“This approach is especially important for technologies and endeavours where there is a big component of complexity, things are not completely plannable, there are many unknown unknowns and we need fast iteration,” adds Morten. “We can achieve this with the closeness and co-ownership between different areas of expertise.”
“Luckily, the ‘programmable’ nature of RNA is very amenable to data analysis”, explains Morten. As a result, the RNAHub exploits a vast data space by iteratively investing in increasing data-density, to uncover design rules and make drug properties such as distribution and delayed chronic toxicity predictable, not only in each project individually, but across the whole technology platform. “The challenges here are holistic and we can’t solve them project by project,” he adds.
After using this combination of big data and AI to design new RNA molecules, the RNAHub will carry out deeper characterisation and profiling, and closely collaborate with the
Finally, the RNAHub will combine data and experiments to build predictive models, where the experimental design and data collection fits the model and the other way around, and enables the broad integration of early and late stage data to leverage the combined strength of forward and reverse translation.
The RNAHub co-locates our RNA drug discovery in one physical location for coming up with and testing creative ideas. It’s a place to foster a culture of scientific creativity and rigour in execution and decision-making, and to deliver oligonucleotides as a nimble tool to manipulate gene expression for discovery and as a default frontrunner therapeutic approach.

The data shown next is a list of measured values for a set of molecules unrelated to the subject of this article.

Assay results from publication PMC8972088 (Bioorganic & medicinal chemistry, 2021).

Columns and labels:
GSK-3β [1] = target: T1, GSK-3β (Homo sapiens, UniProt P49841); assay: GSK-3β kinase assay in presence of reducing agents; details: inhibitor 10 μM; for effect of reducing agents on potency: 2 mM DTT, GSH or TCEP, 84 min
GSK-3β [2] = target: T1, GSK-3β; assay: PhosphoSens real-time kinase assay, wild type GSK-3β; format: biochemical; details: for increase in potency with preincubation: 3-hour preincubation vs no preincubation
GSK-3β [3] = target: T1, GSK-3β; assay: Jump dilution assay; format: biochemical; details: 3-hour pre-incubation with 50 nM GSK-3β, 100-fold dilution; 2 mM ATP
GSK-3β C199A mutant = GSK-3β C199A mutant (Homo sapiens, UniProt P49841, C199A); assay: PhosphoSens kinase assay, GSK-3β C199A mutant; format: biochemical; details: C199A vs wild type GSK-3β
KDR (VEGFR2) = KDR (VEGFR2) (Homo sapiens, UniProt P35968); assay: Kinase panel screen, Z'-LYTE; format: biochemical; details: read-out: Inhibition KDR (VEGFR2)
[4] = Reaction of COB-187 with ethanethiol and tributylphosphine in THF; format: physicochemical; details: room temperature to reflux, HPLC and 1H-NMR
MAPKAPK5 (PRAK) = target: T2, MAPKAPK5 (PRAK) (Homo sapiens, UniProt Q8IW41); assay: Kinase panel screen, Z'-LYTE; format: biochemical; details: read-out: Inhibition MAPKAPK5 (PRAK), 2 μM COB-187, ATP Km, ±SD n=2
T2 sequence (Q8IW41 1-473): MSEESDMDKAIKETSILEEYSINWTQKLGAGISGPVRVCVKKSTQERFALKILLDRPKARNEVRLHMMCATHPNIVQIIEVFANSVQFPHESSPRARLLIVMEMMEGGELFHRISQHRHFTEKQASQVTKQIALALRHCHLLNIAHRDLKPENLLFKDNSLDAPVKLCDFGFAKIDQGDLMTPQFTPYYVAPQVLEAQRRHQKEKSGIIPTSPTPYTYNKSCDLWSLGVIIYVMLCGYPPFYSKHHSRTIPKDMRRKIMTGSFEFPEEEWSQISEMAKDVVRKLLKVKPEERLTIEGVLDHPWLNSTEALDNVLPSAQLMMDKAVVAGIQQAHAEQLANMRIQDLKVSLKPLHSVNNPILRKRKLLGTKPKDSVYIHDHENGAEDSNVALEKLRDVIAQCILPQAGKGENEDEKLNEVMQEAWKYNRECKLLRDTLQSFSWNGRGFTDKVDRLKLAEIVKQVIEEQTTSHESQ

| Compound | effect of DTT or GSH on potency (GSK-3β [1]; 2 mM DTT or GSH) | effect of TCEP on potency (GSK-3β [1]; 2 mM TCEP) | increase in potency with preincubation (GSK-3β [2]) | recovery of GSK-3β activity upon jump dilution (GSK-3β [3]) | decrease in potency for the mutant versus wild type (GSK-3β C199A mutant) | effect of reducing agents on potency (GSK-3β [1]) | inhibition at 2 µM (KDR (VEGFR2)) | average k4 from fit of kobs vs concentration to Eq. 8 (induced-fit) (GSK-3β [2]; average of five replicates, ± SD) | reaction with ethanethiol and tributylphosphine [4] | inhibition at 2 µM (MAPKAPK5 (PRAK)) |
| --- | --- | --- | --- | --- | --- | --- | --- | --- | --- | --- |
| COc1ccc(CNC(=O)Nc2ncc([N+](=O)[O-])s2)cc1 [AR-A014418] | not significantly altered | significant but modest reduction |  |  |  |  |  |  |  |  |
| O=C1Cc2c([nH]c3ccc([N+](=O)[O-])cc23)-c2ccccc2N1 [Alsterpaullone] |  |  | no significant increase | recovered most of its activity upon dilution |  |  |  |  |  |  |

“It’s a place with a heartbeat - a destination for innovation to solve the grand challenges in this area and lay out a path for an integrated drug discovery and development approach,” reports Eunice. “It’s the perfect playground for the scientifically curious and creative, combining the intimacy of a smaller organisation with the advantages of support from Roche.”
“The creativity is very stimulating,” adds Stormy. “The conversations at the coffee machine spark new ideas and ways to solve problems - which are even applicable to other projects and areas.”
The RNAHub is continuously looking for great collaborators to join its patient-focused and data-driven team. Highly collaborative, code-literate or code-curious, scientists across any discipline of drug development are welcome to apply.
For data scientists, the RNAHub is a thrilling opportunity to contribute directly to the drug development process while taking on exciting computational challenges, such as combining multi-modal data from characterisations of multiple biological systems. “It’s a very rich environment to apply many methods, and will be a fascinating field in the years to come,” shares Daniel Butnaru, Senior Principal Scientist in Data & Analytics, pRED.
With this foundation in oligonucleotides, the RNAHub will become a true centre of excellence for RNA biology, eventually for all modalities targeting RNA. The goal is to discover new drugs, biomarkers and targets that support Roche’s mission to create transformative medicines.